# Application of derivatives – Normal

## Application of derivatives – Normal

Normal: The normal to the curve at any point P on it is the straight line which passes through P and is perpendicular to the tangent to the curve at P.

Slope of Normal: We know that normal to the curve at P (x₁, y₁) is a line perpendicular to tangent at P (x₁, y₁) and passing through P.

∴ Slope of the tangent at P = 1/ Slope of the tangent at P

⇒ Slope of normal at P (x₁, y₁) = $$-\frac{1}{{{\left( \frac{dy}{dx} \right)}_{\left( {{x}_{1}},\,{{y}_{1}} \right)}}}$$,

⇒ Slope of normal at P (x₁, y₁) = $$-{{\left( \frac{dx}{dy} \right)}_{\left( {{x}_{1}},\,{{y}_{1}} \right)}}$$.

Note: If normal is parallel to x – axis

⇒ $$-{{\left( \frac{dx}{dy} \right)}_{\left( {{x}_{1}},\,{{y}_{1}} \right)}}\,=\,0$$ or $${{\left( \frac{dx}{dy} \right)}_{\left( {{x}_{1}},\,{{y}_{1}} \right)}}\,=\,0$$,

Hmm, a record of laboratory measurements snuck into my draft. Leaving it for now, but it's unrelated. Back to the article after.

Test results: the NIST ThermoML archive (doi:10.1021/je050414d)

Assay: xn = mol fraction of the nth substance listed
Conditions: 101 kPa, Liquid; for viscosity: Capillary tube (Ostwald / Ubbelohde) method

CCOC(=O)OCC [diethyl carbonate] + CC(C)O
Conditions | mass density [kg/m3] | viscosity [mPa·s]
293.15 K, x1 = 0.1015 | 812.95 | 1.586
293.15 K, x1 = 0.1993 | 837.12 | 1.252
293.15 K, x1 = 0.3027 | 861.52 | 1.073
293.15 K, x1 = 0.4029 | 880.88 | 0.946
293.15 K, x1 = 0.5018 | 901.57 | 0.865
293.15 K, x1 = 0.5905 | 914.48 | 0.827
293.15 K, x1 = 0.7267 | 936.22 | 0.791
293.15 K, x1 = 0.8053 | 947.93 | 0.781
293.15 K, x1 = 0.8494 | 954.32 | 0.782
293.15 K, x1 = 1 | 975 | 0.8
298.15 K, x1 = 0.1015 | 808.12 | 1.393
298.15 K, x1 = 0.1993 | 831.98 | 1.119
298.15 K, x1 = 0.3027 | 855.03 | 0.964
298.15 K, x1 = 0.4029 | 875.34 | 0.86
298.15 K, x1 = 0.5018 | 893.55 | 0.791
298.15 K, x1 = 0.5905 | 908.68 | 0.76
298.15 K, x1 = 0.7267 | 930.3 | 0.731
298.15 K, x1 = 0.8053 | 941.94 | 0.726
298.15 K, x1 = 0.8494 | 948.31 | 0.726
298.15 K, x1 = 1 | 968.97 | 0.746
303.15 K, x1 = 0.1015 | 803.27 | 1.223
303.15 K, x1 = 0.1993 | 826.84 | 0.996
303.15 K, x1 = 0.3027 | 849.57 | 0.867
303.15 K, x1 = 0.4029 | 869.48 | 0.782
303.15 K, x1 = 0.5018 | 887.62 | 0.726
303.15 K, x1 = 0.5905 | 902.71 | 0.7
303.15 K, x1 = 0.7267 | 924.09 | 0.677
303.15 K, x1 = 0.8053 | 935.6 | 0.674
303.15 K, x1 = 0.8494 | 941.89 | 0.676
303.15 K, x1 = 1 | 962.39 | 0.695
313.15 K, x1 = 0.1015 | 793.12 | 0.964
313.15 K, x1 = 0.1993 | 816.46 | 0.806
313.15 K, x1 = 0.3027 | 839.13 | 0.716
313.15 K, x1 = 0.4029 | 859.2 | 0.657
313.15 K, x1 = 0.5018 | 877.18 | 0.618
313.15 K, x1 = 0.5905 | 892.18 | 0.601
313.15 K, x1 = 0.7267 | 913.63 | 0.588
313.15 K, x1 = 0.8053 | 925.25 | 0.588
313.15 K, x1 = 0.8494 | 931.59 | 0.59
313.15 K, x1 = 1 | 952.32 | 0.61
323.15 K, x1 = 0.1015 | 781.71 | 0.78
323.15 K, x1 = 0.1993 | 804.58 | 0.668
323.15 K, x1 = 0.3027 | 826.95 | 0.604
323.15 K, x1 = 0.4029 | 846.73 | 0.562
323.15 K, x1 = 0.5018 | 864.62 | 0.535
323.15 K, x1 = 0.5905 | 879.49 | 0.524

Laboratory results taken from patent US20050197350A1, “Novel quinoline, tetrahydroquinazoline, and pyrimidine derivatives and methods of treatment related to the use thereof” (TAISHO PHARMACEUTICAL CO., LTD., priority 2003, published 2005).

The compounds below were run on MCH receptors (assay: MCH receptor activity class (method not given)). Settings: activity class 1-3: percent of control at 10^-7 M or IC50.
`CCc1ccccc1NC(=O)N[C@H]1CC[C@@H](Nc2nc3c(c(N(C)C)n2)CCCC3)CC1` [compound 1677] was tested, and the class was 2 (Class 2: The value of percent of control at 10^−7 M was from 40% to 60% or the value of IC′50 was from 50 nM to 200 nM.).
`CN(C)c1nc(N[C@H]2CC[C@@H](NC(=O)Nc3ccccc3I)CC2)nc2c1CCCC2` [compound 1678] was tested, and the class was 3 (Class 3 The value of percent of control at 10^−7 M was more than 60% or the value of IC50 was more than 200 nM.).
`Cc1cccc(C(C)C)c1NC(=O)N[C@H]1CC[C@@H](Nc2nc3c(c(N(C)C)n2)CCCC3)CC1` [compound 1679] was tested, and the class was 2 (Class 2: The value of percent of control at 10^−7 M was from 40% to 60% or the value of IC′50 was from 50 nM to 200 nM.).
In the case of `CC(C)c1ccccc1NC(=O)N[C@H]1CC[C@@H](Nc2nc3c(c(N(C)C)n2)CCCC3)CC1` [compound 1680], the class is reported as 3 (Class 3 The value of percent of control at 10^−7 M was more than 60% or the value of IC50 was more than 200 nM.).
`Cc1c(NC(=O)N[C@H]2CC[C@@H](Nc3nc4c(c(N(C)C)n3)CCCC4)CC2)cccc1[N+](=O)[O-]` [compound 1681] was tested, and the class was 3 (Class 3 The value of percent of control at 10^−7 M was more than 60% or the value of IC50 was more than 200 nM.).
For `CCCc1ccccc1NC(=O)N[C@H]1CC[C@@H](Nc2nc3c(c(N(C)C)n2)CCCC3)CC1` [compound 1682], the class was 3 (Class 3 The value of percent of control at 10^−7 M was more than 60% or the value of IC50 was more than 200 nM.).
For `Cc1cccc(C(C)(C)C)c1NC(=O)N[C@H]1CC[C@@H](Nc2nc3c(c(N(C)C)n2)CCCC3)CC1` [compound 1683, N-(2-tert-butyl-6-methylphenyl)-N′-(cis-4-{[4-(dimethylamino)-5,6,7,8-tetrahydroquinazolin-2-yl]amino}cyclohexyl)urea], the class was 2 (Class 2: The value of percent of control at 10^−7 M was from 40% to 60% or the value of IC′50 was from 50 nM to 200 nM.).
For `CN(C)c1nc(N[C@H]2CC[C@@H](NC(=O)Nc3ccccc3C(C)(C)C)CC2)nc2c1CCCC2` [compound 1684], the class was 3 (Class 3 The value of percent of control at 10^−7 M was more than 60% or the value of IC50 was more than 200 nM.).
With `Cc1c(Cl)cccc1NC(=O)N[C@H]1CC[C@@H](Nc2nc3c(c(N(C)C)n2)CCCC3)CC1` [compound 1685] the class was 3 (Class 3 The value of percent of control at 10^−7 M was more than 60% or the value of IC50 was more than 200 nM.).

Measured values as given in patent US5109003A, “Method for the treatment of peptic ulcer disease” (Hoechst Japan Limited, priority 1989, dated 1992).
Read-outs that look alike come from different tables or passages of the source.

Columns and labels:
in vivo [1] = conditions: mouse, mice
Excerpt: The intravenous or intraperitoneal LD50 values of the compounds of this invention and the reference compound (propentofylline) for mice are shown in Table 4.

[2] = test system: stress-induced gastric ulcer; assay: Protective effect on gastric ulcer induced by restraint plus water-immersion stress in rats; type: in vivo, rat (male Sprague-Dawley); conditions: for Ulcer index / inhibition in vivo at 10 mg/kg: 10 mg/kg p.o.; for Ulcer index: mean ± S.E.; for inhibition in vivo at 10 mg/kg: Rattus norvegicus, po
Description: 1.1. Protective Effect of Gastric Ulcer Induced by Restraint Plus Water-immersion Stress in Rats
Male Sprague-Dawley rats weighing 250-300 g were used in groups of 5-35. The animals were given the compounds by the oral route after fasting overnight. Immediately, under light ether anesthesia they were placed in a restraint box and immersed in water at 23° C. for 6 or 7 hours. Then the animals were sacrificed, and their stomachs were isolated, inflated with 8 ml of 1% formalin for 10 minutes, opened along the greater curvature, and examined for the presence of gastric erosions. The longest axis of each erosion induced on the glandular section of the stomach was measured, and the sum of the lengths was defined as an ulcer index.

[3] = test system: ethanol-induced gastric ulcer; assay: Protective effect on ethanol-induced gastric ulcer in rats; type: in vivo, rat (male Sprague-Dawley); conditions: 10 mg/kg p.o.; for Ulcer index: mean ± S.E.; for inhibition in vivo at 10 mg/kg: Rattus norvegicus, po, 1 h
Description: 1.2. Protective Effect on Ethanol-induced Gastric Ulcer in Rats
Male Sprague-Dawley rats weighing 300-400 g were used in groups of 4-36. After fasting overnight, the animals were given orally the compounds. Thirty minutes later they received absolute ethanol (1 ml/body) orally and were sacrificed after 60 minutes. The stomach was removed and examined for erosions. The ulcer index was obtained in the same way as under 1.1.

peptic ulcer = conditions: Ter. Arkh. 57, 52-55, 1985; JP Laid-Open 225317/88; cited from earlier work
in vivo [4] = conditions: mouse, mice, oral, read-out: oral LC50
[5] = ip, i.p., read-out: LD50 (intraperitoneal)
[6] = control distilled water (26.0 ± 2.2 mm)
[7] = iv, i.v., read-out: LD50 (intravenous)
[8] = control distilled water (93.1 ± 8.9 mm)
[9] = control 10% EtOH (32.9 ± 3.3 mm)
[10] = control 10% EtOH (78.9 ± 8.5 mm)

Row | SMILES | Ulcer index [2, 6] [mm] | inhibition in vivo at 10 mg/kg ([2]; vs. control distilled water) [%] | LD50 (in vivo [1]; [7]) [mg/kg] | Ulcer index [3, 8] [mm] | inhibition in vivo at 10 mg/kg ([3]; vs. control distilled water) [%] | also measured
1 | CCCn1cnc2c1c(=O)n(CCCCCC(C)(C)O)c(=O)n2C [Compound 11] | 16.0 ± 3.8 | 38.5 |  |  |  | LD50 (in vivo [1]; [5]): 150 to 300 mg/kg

If normal is perpendicular to x – axis (perpendicular to y – axis).

⇒ $$-{{\left( \frac{dy}{dx} \right)}_{\left( {{x}_{1}},\,{{y}_{1}} \right)}}\,=\,0$$.

Example: The slope of the normal to the curve x = 1- sin θ, y = b cos θ at θ = π/2 is

Solution: Given that,

x = 1- sin θ,

y = b cos θ

at θ = π/2

differentiation x and y w. r. t ‘θ’

dx/dθ = 0 – cos θ.

dx/dθ = – cos θ

dy/dθ = – b sinθ

$$\frac{\frac{dy}{d\theta }}{\frac{dx}{d\theta }}=\frac{-b\sin \theta }{-\cos \theta }=\frac{b\sin \theta }{\cos \theta }$$,

dy/dx = b sinθ/ cosθ

we know that

⇒ Slope of normal at θ = $$-\frac{1}{\left( \frac{dy}{dx} \right)}$$,

Where θ = π/2

Slope of tangent dy/dx = b/0

Slope of tangent = 0.